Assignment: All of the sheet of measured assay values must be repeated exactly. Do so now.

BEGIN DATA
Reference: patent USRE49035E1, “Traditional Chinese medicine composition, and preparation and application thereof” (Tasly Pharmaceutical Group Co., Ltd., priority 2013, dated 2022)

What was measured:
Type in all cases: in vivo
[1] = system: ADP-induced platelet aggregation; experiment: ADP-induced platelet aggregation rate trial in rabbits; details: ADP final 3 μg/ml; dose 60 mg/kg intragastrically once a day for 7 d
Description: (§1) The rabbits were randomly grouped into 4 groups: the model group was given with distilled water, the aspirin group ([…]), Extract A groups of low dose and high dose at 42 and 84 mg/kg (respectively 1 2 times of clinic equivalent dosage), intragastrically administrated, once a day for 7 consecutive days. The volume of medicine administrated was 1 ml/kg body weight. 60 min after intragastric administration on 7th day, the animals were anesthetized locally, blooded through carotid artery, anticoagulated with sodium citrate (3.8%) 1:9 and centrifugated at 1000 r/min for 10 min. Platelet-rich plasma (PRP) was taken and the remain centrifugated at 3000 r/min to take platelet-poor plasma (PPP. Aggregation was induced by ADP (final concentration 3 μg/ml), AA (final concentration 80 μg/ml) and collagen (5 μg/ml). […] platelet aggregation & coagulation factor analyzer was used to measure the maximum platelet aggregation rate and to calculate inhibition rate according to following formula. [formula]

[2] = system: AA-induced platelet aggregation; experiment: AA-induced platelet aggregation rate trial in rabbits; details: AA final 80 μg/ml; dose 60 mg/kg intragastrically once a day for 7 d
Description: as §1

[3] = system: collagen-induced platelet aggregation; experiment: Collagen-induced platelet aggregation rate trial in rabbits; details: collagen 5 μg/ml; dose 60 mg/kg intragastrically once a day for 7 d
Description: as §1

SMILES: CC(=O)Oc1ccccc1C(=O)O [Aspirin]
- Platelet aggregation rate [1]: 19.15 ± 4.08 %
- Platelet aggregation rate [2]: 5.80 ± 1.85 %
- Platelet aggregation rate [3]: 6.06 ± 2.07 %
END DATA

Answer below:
Reference: patent USRE49035E1, “Traditional Chinese medicine composition, and preparation and application thereof” (Tasly Pharmaceutical Group Co., Ltd., priority 2013, dated 2022)

What was measured:
Type in all cases: in vivo
[1] = system: ADP-induced platelet aggregation; experiment: ADP-induced platelet aggregation rate trial in rabbits; details: ADP final 3 μg/ml; dose 60 mg/kg intragastrically once a day for 7 d
Description: (§1) The rabbits were randomly grouped into 4 groups: the model group was given with distilled water, the aspirin group ([…]), Extract A groups of low dose and high dose at 42 and 84 mg/kg (respectively 1 2 times of clinic equivalent dosage), intragastrically administrated, once a day for 7 consecutive days. The volume of medicine administrated was 1 ml/kg body weight. 60 min after intragastric administration on 7th day, the animals were anesthetized locally, blooded through carotid artery, anticoagulated with sodium citrate (3.8%) 1:9 and centrifugated at 1000 r/min for 10 min. Platelet-rich plasma (PRP) was taken and the remain centrifugated at 3000 r/min to take platelet-poor plasma (PPP. Aggregation was induced by ADP (final concentration 3 μg/ml), AA (final concentration 80 μg/ml) and collagen (5 μg/ml). […] platelet aggregation & coagulation factor analyzer was used to measure the maximum platelet aggregation rate and to calculate inhibition rate according to following formula. [formula]

[2] = system: AA-induced platelet aggregation; experiment: AA-induced platelet aggregation rate trial in rabbits; details: AA final 80 μg/ml; dose 60 mg/kg intragastrically once a day for 7 d
Description: as §1

[3] = system: collagen-induced platelet aggregation; experiment: Collagen-induced platelet aggregation rate trial in rabbits; details: collagen 5 μg/ml; dose 60 mg/kg intragastrically once a day for 7 d
Description: as §1

SMILES: CC(=O)Oc1ccccc1C(=O)O [Aspirin]
- Platelet aggregation rate [1]: 19.15 ± 4.08 %
- Platelet aggregation rate [2]: 5.80 ± 1.85 %
- Platelet aggregation rate [3]: 6.06 ± 2.07 %